BY Tirdad Zolghadr in Reviews | 01 NOV 06
Featured in
Issue 103

We All Laughed at Christopher Columbus

BY Tirdad Zolghadr in Reviews | 01 NOV 06

The exhibition’s press release begins with curators November Paynter and Krist Gruythuysen distinguishing between artistic ‘reconstructions’ informed by historical accuracy, which trace common understandings of a given event, and artistic ‘interpretations’ of events that concoct ‘new layers of meaning’ and are driven by a form of infatuation. By and large, their show was a concise and inspired perusal of the latter option. One might contend that the very time-lag that underlies the interpretation of anything from, say, 1492 to the Battle of Orgreave to the art-historical canon itself repeatedly proves ‘simply subjective’ gestures to be deeply complicit with truth production on a grander scale, and vice versa. But as no narrative ever achieves complete objectivity, it’s pretty much an epistemological lose/lose either way.

A more interesting question is how these interpretations frame their own relationship to the ways in which we suspend disbelief, and this exhibition's bracing polemic eagerly encouraged reservations and uncertainties. This was quite an effective strategy for drawing you into the conversation, as you quickly found yourself pondering just what it is that differentiates historical research from artistic exploration, the respective roles played by props and backdrops, and whether the above historiographic dichotomy could be reframed as a ready-made, as opposed to an objet trouvé.

The curatorial input largely reflected the intellectual temperament of the six art works, displayed in polished open-plan relation to one another. The mood was set by Amalia Pica’s To Everyone that Waves (2005), a projection showing an old sailing-ship leaving Amsterdam and a crowd waving farewell from the harbour. Watching both the Ford Transit vans on the piers and the antiquated emigration scenario – all in grainy black and white reminiscent of early film – I realized that if ships, seagulls and handkerchief waving are usually a recipe for disaster, here they’re put to use in a chronotopic back-flip that is amiably deadpan, presenting placeless nostalgia as a case study rather than a strategy.

On the floor nearby a tiny billboard projection featured the phrase ‘We all laughed at Christopher Columbus’, the title of a 2003 work by Runo Lagomarsino. The phrase (presumably taken from George and Ira Gershwin's 1937 song They All Laughed at Christopher Columbus) is all too fitting in our era of colonial conquest rehabilitated, but also the sculpture served as a semantic vortex, a conceptual souffleur to the show as a whole, rising and falling in volume and relevance according to the propensity of the works themselves. The most conspicuous piece was the late Ola Pehrson’s 2005 remake of the TV documentary Hunt for the Unabomber, flanked by an enormous collection of clay and polystyrene props that were used in his version. As others have pointed out, the piece lends the terrorism-and-art discussion a poignant twist, with Pehrson playing on the Unabomber’s love for aesthetic detail, his fear of co-option by the mainstream and his appetite for both recognition and hermeneutic ambiguity. Across the room, Florian Wüst’s Protecting Freedom Until There Is No Freedom Left (2004) is a second film embedded within a shrewd and purposeful scenography, but if Pehrson’s props merge with his movie, Wüst’s wall drawings are insistently naive, clashing with the dizzying moral intricacies of his film plot – a hearing investigating Robert Oppenheimer’s political credentials following his regrets over Hiroshima.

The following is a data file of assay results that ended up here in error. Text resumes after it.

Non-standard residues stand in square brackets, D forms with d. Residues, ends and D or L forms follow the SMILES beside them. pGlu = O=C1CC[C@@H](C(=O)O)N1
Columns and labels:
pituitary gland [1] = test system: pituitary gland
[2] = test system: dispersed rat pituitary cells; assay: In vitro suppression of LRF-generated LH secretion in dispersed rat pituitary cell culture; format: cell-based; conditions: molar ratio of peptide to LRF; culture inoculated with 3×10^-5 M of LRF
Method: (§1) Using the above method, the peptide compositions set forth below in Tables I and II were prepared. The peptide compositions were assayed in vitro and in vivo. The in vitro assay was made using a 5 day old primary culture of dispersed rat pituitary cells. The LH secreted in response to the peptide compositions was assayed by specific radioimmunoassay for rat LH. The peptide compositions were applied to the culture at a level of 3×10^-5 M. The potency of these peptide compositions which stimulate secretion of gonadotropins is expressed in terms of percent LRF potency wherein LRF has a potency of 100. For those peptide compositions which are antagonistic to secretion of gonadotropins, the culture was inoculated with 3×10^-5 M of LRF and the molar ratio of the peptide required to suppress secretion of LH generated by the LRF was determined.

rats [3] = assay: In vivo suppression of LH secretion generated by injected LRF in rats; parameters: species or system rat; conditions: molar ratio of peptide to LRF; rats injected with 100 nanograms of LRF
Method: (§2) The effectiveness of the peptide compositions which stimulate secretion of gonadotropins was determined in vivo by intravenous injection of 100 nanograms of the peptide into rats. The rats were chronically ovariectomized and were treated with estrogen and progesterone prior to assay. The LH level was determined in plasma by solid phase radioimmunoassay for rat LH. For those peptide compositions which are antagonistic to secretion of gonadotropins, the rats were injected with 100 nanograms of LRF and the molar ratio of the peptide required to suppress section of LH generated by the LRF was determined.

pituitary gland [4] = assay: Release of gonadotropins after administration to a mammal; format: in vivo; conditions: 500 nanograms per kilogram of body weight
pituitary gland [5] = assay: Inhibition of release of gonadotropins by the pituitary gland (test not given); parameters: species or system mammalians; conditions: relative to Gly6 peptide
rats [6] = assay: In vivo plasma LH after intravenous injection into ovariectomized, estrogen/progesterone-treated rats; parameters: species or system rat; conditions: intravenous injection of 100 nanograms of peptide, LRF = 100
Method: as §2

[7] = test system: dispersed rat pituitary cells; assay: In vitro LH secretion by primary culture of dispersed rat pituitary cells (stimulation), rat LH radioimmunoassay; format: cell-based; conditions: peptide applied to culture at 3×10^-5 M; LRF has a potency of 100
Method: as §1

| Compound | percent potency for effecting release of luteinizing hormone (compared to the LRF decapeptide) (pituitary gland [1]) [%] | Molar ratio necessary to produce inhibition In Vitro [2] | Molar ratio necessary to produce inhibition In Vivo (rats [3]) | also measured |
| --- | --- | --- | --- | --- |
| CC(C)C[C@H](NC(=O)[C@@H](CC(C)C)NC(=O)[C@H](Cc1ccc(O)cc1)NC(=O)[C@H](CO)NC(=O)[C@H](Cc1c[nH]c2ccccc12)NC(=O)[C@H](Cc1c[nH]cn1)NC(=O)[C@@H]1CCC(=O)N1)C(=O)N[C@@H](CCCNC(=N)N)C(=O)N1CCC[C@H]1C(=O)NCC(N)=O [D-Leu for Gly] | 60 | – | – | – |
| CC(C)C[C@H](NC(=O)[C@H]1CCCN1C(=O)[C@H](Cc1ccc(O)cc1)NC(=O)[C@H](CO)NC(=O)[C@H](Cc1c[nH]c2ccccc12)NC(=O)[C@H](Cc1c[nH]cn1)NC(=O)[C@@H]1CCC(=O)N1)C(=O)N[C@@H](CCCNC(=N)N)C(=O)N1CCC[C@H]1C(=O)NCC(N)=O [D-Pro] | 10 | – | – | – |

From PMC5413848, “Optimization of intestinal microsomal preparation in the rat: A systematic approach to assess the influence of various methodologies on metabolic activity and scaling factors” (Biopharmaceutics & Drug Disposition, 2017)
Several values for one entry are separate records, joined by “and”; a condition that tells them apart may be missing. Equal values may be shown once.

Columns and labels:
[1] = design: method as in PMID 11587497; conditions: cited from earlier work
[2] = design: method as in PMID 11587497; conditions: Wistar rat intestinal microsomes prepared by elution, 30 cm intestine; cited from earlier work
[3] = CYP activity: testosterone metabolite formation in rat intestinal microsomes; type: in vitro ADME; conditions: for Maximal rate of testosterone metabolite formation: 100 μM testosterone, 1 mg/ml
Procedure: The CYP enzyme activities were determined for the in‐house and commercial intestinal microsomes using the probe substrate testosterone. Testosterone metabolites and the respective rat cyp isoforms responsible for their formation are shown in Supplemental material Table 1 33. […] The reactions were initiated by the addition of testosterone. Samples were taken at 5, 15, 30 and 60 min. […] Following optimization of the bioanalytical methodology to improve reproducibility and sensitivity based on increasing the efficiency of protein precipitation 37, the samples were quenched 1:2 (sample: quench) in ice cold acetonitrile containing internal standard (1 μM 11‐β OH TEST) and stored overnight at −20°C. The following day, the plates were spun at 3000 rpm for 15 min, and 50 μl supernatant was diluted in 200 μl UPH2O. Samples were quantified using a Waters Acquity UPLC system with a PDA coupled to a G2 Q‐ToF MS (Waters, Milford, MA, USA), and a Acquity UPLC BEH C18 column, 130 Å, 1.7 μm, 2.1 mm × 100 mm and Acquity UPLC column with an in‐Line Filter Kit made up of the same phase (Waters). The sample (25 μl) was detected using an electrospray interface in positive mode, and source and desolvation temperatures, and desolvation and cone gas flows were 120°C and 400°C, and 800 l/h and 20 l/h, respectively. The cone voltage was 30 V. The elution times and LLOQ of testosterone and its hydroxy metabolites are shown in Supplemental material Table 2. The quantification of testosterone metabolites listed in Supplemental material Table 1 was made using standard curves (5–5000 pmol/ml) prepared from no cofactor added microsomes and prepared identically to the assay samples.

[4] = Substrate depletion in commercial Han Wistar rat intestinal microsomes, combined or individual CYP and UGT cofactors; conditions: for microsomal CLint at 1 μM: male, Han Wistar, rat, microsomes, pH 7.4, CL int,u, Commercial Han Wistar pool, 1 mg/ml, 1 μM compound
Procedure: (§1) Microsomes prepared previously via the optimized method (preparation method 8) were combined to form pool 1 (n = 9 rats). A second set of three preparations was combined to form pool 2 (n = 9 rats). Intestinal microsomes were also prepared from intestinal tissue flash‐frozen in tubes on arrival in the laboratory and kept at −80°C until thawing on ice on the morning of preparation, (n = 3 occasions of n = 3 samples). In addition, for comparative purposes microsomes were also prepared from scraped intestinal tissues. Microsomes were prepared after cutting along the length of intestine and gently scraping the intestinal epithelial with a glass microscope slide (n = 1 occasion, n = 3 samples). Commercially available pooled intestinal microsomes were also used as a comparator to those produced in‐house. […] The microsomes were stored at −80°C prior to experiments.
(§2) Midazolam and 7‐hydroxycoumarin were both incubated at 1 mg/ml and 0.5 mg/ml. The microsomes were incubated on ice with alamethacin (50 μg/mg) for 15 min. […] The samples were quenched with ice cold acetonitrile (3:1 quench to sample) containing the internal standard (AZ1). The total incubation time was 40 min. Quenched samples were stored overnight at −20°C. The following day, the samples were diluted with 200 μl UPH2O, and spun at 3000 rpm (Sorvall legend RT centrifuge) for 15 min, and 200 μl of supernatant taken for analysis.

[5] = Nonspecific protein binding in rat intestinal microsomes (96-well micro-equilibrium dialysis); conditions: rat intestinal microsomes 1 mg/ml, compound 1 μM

Jeremiah Day’s Reconstruction (2004), meanwhile, is a wall display of photographs and text addressing the shifting clout and significance of monuments in Washington. The most unassuming work in the show was Roderick Buchanan’s video History Painting (2005), which portrays the Scottish Infantry Division and the Madras Regiment in Tamil Nadu, who, according to the press release, fought alongside each other at the 1803 Battle of Assaye, thus still carrying the commemorative colours.

I was unable to trace said colours on the uniforms in the video, which underscored the constructive paranoia that pervades exhibitions in which you’re not sure if the epistemological priorities are meant to spill over into the modes of persuasion that structure the exhibition experience itself (we all laughed at the delighted audience?). The suspicion of a prank being played was enjoyably reinforced when curator Grythuysen pointed out an art-historical tribute hidden away in Day’s Reconstruction. The picture in question is apparently a furtive attempt to monumentalize an avant-garde emblem, using the very foil of art-world folklore as a gripping example of scrappy historical circulation, and on this count I would urge you to ask the curators for the full story if you have a moment to spare.

Tirdad Zolghadr is a curator and writer who teaches at the Center for Curatorial Studies, Bard College, NY.